Bodies matter

While many of the books mentioned in this essay incorporate the concepts of feminist theories of the body into their arguments, there are several important essay compilations that use feminist theories of the body as the guiding principle to organize concepts and categories for a historical analysis on the female body. These compilations provide excellent perspectives on feminist theories of the body and are important works for scholars to consider. Editors Janet Price and Margrit Shildrick’s (2010) Feminist Theory and The Body introduces important essays on a wide variety of topics related to the female and body. This work combines key feminist essays covering a comprehensive view of differing feminist theoretical approaches to the body. The contributors offer a range of perspectives on women’s issues related to the body. Writing on the body: Female Embodiment and Feminist Theory edited by Katie Conboy, Nadia Medina and Sarah Stanbury (2006) also looks closely at feminist theories of the body with a specific focus on the tensions between women’s lived bodily experiences and the cultural meanings inscribed on the female body. Conboy, Medina and Stanbury provide an overview of the field, starting with the fact that the body has been at the center of feminist theory because historically, women have been determined by their bodies. The editors organized twenty-four essays around the idea of the female body to illustrate inclusively ways of thinking of through female embodiment.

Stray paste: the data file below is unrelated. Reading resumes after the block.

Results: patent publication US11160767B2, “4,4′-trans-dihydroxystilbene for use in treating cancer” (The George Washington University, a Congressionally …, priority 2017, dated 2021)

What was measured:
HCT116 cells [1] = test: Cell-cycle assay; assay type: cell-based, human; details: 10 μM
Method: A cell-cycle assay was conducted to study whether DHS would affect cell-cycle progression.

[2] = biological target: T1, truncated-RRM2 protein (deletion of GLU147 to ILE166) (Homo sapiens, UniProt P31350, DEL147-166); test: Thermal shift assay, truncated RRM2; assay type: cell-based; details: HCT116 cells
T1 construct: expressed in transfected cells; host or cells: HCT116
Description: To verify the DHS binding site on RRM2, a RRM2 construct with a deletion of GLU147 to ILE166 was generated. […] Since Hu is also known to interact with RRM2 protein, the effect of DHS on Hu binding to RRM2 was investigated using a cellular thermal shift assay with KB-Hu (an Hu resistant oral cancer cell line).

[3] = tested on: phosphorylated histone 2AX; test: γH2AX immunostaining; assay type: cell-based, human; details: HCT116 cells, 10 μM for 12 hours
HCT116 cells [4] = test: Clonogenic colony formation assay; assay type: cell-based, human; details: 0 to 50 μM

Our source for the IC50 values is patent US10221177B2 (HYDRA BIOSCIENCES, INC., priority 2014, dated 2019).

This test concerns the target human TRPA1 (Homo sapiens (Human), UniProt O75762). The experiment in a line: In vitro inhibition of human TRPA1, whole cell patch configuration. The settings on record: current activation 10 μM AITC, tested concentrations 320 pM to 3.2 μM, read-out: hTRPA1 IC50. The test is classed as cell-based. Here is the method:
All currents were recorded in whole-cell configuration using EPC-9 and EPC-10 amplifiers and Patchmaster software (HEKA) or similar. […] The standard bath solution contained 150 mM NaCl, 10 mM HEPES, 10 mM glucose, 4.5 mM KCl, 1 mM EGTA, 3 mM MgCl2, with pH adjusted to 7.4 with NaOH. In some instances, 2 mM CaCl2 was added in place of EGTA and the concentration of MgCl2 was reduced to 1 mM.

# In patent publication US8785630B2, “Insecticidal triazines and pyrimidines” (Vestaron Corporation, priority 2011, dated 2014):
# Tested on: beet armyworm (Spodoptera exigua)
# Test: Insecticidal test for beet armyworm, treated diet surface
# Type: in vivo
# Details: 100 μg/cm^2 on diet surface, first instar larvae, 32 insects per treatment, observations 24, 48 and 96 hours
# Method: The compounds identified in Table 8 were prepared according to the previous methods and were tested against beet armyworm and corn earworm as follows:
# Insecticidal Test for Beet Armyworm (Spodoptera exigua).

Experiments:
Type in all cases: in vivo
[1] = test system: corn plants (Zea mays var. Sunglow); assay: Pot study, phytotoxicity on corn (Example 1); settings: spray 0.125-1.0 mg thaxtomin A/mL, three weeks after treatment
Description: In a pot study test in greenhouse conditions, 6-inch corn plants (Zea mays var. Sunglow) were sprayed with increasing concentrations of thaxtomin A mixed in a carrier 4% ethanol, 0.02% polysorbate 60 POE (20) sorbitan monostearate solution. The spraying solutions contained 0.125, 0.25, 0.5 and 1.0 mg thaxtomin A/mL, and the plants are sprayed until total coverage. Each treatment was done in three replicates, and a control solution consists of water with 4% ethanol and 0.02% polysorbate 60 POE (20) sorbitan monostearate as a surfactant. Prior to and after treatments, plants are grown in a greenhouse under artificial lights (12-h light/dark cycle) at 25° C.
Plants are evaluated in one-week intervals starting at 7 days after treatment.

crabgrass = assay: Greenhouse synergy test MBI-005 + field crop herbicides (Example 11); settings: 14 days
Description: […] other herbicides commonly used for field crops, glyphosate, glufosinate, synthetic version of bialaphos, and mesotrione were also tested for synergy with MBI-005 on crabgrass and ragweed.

Feminist Rhetorical Science Studies: Human Bodies, Posthuman Worlds, edited by Amanda K. Booher and Julie Jung (2018) is designed to forge cross-disciplinary alliances between feminist rhetorics, rhetorics of science and feminist science studies. This work theorizes the most recent “material turn” in the intersections of feminist rhetorics and rhetorics of science. In Rhetorical Bodies, editors Jack Selzer and Sharon Crowley (1999) introduce the multiple meanings of how technology and postmodern rhetoric influence our understanding of the body in a collection of essays that suggest the wide range of public arenas in which rhetoric is operative.